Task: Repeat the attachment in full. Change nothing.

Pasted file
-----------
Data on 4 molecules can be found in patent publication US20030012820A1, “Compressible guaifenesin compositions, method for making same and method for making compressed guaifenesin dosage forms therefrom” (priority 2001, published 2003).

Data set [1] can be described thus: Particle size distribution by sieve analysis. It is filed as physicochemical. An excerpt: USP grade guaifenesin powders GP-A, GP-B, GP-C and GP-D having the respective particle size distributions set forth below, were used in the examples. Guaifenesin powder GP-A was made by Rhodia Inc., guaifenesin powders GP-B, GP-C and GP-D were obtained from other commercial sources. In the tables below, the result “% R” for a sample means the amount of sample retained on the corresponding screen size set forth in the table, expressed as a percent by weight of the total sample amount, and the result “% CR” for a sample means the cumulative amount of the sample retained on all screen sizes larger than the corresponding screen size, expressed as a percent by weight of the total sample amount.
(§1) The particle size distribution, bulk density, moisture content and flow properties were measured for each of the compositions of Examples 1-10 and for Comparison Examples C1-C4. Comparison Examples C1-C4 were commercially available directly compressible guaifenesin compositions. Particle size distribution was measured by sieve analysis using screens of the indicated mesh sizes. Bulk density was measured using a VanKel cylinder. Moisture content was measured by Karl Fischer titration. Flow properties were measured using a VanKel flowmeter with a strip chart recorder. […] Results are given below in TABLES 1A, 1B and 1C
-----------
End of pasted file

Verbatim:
Data on 4 molecules can be found in patent publication US20030012820A1, “Compressible guaifenesin compositions, method for making same and method for making compressed guaifenesin dosage forms therefrom” (priority 2001, published 2003).

Data set [1] can be described thus: Particle size distribution by sieve analysis. It is filed as physicochemical. An excerpt: USP grade guaifenesin powders GP-A, GP-B, GP-C and GP-D having the respective particle size distributions set forth below, were used in the examples. Guaifenesin powder GP-A was made by Rhodia Inc., guaifenesin powders GP-B, GP-C and GP-D were obtained from other commercial sources. In the tables below, the result “% R” for a sample means the amount of sample retained on the corresponding screen size set forth in the table, expressed as a percent by weight of the total sample amount, and the result “% CR” for a sample means the cumulative amount of the sample retained on all screen sizes larger than the corresponding screen size, expressed as a percent by weight of the total sample amount.
(§1) The particle size distribution, bulk density, moisture content and flow properties were measured for each of the compositions of Examples 1-10 and for Comparison Examples C1-C4. Comparison Examples C1-C4 were commercially available directly compressible guaifenesin compositions. Particle size distribution was measured by sieve analysis using screens of the indicated mesh sizes. Bulk density was measured using a VanKel cylinder. Moisture content was measured by Karl Fischer titration. Flow properties were measured using a VanKel flowmeter with a strip chart recorder. […] Results are given below in TABLES 1A, 1B and 1C